I carried two books with me as I left for Vancouver, British Columbia. I had been reading The Nazi Officer's Wife, by Edith Hahn Beer, on my earlier trip to New Mexico. The book, which was made into a documentary in 2003, is the true story of a young Jewish woman in Vienna in the 1930s and during WWII. Beer survived time in a forced labor camp and the loss of friends and family, before going underground in Munich. While there she married a Nazi officer and managed to hide her identity. In the book she recounts a terrifying life during the war. Her story is made more powerful by the fact that she was able to save photographs and documents which have been placed in the permanent collection of the Holocaust Memorial Museum in Washington, D.C. It is always so hard to imagine the way the round-up and murder of so many Jews was able to go on while the U.S. remained neutral.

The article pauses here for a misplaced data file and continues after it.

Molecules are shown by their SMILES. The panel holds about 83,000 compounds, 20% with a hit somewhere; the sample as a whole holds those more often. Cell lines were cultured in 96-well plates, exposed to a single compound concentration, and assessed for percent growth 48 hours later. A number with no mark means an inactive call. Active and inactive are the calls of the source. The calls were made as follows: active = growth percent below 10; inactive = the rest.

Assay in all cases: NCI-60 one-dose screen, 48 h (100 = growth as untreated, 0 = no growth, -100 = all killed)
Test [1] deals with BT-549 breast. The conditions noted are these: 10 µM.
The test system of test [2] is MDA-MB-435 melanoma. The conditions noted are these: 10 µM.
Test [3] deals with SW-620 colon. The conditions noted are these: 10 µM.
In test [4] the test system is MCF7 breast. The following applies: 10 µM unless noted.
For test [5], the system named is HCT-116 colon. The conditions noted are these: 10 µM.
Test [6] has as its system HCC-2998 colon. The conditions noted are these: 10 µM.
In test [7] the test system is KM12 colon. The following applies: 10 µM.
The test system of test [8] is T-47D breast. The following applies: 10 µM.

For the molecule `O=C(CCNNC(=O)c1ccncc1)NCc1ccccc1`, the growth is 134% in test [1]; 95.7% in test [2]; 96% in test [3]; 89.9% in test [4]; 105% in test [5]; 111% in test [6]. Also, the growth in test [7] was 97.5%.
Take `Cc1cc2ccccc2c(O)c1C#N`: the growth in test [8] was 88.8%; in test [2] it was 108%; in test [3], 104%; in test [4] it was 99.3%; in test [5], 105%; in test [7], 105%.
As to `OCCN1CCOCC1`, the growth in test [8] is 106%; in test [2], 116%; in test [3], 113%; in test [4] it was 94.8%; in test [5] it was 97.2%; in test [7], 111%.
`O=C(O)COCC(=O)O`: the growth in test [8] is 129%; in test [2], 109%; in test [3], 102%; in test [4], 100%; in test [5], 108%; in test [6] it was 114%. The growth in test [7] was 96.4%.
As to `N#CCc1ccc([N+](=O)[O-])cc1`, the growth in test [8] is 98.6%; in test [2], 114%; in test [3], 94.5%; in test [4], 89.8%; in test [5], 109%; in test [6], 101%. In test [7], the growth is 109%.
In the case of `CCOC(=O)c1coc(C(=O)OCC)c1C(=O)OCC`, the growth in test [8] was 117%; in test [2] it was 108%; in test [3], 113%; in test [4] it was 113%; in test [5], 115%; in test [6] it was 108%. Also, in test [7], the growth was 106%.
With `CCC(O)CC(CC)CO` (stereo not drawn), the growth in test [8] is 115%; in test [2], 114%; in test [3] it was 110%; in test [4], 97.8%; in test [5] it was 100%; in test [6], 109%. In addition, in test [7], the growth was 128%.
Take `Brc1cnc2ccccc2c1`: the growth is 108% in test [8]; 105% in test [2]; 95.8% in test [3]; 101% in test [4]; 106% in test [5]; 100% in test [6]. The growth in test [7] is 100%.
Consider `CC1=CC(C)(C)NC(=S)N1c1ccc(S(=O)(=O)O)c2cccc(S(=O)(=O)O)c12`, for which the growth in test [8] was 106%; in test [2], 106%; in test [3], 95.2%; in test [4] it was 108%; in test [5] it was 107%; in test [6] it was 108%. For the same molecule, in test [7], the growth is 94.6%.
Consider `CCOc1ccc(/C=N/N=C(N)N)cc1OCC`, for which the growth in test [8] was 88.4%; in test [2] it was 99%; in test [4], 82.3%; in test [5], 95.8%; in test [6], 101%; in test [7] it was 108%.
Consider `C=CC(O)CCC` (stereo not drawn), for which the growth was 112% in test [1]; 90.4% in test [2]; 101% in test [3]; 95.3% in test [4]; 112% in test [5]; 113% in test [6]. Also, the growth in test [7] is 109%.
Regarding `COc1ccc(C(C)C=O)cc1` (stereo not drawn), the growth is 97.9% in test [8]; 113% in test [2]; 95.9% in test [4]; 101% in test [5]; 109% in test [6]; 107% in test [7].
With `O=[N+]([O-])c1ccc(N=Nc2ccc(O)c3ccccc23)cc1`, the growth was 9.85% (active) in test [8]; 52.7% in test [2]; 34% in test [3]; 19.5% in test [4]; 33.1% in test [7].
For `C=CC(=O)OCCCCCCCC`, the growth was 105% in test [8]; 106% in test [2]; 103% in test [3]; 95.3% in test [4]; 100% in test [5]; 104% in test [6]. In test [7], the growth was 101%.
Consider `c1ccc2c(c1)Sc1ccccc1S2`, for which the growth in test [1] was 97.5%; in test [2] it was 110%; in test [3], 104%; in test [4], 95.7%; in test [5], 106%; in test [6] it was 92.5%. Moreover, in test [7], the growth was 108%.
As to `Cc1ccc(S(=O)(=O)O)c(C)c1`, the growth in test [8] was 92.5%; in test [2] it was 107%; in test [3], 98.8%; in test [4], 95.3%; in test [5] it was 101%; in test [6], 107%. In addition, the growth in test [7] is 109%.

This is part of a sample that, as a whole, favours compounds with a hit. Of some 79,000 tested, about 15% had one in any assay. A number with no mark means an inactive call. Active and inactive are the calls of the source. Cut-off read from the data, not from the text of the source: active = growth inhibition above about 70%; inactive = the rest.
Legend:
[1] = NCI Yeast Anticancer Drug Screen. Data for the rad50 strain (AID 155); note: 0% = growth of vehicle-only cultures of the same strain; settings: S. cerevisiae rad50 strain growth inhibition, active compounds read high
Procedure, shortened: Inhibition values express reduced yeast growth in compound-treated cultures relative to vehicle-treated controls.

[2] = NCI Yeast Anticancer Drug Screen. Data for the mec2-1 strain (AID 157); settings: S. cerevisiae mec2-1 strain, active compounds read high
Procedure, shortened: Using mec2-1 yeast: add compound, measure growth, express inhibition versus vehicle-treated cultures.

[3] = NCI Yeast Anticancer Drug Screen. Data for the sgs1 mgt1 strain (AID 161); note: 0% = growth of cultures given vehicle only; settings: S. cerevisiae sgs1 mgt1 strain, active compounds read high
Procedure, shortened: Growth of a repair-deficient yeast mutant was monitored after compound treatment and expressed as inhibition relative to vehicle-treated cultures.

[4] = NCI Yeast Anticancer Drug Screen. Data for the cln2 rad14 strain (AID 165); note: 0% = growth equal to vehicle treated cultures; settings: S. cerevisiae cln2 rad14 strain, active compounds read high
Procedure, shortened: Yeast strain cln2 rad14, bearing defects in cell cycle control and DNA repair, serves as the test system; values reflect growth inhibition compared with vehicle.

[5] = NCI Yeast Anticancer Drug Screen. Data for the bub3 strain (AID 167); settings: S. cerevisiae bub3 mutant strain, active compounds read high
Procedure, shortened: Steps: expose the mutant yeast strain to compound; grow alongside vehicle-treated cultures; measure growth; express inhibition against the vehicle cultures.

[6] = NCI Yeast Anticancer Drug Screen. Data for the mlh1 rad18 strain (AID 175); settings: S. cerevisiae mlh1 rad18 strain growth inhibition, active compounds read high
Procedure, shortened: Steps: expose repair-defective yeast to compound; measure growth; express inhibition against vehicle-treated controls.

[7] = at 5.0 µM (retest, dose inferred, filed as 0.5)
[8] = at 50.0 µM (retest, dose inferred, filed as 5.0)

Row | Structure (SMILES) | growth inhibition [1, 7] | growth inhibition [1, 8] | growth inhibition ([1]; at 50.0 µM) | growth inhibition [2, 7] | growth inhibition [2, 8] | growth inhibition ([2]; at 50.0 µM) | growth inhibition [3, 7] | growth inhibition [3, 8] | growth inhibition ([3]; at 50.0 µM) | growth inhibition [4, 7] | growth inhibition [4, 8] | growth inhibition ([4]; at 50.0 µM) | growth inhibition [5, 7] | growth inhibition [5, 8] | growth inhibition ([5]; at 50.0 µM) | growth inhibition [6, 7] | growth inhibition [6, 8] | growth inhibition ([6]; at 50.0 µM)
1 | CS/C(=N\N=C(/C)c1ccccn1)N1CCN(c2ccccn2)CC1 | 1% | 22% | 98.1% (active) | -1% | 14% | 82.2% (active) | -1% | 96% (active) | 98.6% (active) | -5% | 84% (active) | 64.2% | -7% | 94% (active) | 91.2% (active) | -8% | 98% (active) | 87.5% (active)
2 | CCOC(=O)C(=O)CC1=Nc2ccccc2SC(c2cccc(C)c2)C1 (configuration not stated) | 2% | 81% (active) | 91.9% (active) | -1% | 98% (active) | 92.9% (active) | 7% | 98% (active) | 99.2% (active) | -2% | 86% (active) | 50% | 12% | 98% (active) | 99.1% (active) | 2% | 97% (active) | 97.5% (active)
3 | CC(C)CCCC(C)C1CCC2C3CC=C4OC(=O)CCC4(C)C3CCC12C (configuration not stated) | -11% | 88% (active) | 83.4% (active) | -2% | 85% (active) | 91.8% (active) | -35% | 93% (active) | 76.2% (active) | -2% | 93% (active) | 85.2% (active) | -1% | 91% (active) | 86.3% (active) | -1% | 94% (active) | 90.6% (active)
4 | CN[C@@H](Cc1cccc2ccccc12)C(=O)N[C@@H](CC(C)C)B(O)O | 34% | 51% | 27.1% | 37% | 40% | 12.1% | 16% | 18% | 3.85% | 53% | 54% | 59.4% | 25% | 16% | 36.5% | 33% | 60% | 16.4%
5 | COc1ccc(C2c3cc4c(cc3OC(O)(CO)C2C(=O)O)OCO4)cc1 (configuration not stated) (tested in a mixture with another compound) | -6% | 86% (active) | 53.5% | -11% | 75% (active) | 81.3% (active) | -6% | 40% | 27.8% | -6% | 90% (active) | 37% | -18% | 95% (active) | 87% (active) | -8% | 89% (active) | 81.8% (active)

I finished the book during the trip and started the second, The Postmistress, by Sarah Blake. The story, set in a fictional town on Cape Cod is centered around the town's Postmaster in the last days before U.S. involvement, and Frankie Bard, an American journalist in England covering the war in Europe between 1940 and 1942.
It was just by chance that I started the one book before the other but I think it was more interesting that way. The true story put the spotlight on Austria and Germany. The novel illustrated just how removed we were before Pearl Harbor changed everything.
I finished the final book tonight. And reading both so close together left me with much to think about.